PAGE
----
Late on Friday afternoon, our Minister for Climate Change, Penny Wong, put out a media release stating that Australia would not be announcing it’s greenhouse reduction targets before the international meeting in Poznan. It seems that Cabinet are split on what the target should be. A decision still hasn’t been made but it will be any day now.

If you were ever thinking of calling Mr Rudd or Penny Wong to demand at least 40% cuts in emissions by 2020, now would be a good time. You can reach Kevin at Parliament on (02) 6277 7700, or you should be able to get hold of Penny (or at least one of her staff) on (02) 6277 7920.

Garnaut recommended a range of 5 to 25%, depending on what happens in the international negotiations. The Intergovernmental Panel on Climate Change have called for 25-40% reductions for developed countries. The big polluters have been lobbying for a low target of 0-10%. We think that Australia should adopt a target of at least 40% reductions by 2020 – based on 1990 levels.

The decision to delay the announcement of the target is an indication that they probably want to avoid embarrassment on the international stage. If the rumours coming out of Canberra are anything to go by, Kevin Rudd is about to take a step back into Howard era obstructionism and Australia will be laughed out of the international climate negotiations.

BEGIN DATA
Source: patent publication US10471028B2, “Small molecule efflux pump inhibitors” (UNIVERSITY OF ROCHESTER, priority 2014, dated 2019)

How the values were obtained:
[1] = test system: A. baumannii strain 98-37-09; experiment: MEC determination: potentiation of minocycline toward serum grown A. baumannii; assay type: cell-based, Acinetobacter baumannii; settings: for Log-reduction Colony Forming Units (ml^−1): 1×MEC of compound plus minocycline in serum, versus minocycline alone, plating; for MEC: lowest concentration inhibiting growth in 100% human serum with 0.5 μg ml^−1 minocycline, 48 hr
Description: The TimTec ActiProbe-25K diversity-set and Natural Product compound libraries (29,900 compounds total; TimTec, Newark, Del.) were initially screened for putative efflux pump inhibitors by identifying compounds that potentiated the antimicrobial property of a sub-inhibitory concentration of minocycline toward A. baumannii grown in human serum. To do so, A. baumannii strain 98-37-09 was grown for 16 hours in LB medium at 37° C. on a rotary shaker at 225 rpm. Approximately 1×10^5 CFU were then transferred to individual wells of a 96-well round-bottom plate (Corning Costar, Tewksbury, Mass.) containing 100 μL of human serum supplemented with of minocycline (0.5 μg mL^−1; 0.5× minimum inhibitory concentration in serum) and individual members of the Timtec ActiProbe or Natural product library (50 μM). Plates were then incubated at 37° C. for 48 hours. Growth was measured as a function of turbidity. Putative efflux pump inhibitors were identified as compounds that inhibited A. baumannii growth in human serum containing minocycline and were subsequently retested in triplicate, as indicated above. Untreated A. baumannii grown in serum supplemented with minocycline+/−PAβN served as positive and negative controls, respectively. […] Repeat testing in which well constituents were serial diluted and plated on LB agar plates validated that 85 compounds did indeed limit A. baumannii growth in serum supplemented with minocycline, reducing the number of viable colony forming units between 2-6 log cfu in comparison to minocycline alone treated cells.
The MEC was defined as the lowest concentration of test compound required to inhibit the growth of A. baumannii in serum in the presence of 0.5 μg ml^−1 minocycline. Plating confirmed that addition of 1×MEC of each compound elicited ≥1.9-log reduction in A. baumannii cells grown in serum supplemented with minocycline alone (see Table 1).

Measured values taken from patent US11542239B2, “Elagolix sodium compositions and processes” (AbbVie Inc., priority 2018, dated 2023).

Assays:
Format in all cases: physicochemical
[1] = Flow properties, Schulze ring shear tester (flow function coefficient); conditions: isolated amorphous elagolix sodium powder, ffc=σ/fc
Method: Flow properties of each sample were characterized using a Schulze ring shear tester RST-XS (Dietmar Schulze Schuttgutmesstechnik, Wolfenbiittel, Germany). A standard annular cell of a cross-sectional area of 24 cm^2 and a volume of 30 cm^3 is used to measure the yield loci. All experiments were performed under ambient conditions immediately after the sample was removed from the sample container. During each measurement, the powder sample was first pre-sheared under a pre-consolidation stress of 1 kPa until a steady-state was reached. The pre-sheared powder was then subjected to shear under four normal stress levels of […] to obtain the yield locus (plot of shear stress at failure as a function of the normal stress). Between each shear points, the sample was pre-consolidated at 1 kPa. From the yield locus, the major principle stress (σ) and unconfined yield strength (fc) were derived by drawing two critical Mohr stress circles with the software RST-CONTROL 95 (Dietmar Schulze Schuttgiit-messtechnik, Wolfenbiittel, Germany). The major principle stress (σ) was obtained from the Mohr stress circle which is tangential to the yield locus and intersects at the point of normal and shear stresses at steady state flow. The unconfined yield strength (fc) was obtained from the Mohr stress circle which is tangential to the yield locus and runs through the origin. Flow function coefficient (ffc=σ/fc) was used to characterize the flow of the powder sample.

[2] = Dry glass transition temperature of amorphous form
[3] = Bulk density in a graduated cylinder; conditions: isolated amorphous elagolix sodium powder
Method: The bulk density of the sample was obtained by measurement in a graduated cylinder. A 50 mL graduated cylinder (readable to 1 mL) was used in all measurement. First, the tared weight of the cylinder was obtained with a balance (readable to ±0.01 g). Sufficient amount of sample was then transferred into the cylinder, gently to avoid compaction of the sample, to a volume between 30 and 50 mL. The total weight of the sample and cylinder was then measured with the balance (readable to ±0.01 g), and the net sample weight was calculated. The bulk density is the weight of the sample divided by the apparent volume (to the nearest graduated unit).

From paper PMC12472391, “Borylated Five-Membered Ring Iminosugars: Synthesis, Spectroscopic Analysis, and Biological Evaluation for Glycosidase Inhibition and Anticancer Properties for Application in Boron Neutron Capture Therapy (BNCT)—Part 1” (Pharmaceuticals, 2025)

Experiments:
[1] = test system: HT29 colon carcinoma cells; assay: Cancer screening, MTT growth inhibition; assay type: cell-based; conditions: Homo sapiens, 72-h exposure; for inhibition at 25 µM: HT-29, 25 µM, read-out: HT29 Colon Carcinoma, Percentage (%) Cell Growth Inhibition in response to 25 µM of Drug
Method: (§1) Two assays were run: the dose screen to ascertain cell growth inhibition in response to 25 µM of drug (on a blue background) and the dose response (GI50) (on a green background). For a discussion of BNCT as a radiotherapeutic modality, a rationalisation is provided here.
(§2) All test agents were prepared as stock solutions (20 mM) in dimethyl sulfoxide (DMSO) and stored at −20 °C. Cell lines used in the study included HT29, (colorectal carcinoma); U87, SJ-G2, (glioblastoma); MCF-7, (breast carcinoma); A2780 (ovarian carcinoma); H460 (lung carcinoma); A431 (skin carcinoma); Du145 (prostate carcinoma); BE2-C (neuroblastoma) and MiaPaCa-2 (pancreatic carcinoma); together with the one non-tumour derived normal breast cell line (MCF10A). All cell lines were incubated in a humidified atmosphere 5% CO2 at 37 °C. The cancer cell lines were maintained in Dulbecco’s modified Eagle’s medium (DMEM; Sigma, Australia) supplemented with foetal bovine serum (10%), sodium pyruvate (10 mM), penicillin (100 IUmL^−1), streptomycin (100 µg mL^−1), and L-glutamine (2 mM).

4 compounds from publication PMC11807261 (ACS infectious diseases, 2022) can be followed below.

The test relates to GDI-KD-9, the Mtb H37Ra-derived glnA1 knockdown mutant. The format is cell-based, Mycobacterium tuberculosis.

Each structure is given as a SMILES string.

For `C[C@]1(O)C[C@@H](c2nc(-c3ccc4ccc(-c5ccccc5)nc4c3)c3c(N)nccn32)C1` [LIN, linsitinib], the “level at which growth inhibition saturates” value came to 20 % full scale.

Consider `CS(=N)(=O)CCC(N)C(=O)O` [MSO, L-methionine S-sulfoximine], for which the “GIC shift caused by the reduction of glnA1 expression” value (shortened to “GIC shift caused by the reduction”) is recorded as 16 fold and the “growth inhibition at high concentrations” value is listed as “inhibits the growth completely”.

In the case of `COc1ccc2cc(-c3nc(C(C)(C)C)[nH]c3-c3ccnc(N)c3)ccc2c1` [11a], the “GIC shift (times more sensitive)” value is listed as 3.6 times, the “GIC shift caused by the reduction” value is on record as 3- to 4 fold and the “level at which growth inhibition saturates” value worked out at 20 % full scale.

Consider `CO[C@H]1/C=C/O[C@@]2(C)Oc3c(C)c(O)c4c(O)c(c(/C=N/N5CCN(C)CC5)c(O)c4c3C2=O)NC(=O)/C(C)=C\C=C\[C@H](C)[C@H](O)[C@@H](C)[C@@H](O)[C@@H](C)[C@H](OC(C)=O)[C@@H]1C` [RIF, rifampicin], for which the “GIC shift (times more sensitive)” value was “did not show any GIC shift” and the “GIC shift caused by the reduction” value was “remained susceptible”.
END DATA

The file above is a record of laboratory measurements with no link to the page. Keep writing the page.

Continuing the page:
If Australia adopts a 2020 target below 25% cuts, it will send a signal to the world that Australia isn’t serious about tackling climate change and is likely to make a good international agreement so much more difficult to reach.

The 2020 target raises a fundamental question about the Government’s response to climate change. Is climate action a ‘core’, or a ‘non-core’ election promise? ie, are they going to do anything serious or not?  A couple of Greenpeace activists tried to get Kevin to re-commit to his election promise outside the lodge this morning – but to no avail.

A year is a long time in politics and we are a long way from the heady days when Rudd came to office with a mandate for climate action and received a standing ovation on the world stage when he ratified the Kyoto Protocol. A year on, and not much has changed except for a few words. Australia’s emissions continue to increase. We are still building new coal power stations, renewable energy companies are still packing up and heading overseas, and the business community are still screaming blue murder at the prospect of having to cut their emissions.

Australia’s response to climate change, and the targets that are set over the next 12 months, will be the defining test of Kevin Rudd’s leadership. Everything else will be washed away in the rising tide of history.